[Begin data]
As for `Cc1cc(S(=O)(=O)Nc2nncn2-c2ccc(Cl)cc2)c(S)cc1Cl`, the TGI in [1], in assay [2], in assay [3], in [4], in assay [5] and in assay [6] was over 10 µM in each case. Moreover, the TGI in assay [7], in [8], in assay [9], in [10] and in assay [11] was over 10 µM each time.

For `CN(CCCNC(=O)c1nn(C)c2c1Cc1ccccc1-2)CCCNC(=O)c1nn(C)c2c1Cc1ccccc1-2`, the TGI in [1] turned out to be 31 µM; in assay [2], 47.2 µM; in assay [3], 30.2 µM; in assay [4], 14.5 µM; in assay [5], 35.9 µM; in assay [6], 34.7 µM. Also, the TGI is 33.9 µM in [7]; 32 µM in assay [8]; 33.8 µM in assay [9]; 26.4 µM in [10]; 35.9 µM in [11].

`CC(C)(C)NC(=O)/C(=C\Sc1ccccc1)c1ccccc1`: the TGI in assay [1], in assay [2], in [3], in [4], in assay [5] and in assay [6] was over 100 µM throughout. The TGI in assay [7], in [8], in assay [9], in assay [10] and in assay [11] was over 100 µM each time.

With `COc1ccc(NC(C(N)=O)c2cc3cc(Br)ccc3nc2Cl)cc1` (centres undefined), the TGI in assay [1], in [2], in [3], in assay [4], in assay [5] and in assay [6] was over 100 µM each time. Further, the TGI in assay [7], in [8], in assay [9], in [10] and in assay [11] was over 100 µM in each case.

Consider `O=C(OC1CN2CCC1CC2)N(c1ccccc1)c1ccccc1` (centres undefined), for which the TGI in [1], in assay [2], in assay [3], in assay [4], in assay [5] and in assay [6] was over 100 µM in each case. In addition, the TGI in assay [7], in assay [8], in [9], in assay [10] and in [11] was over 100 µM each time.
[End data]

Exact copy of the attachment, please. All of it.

As for `Cc1cc(S(=O)(=O)Nc2nncn2-c2ccc(Cl)cc2)c(S)cc1Cl`, the TGI in [1], in assay [2], in assay [3], in [4], in assay [5] and in assay [6] was over 10 µM in each case. Moreover, the TGI in assay [7], in [8], in assay [9], in [10] and in assay [11] was over 10 µM each time.

For `CN(CCCNC(=O)c1nn(C)c2c1Cc1ccccc1-2)CCCNC(=O)c1nn(C)c2c1Cc1ccccc1-2`, the TGI in [1] turned out to be 31 µM; in assay [2], 47.2 µM; in assay [3], 30.2 µM; in assay [4], 14.5 µM; in assay [5], 35.9 µM; in assay [6], 34.7 µM. Also, the TGI is 33.9 µM in [7]; 32 µM in assay [8]; 33.8 µM in assay [9]; 26.4 µM in [10]; 35.9 µM in [11].

`CC(C)(C)NC(=O)/C(=C\Sc1ccccc1)c1ccccc1`: the TGI in assay [1], in assay [2], in [3], in [4], in assay [5] and in assay [6] was over 100 µM throughout. The TGI in assay [7], in [8], in assay [9], in assay [10] and in assay [11] was over 100 µM each time.

With `COc1ccc(NC(C(N)=O)c2cc3cc(Br)ccc3nc2Cl)cc1` (centres undefined), the TGI in assay [1], in [2], in [3], in assay [4], in assay [5] and in assay [6] was over 100 µM each time. Further, the TGI in assay [7], in [8], in assay [9], in [10] and in assay [11] was over 100 µM in each case.

Consider `O=C(OC1CN2CCC1CC2)N(c1ccccc1)c1ccccc1` (centres undefined), for which the TGI in [1], in assay [2], in assay [3], in assay [4], in assay [5] and in assay [6] was over 100 µM in each case. In addition, the TGI in assay [7], in assay [8], in [9], in assay [10] and in [11] was over 100 µM each time.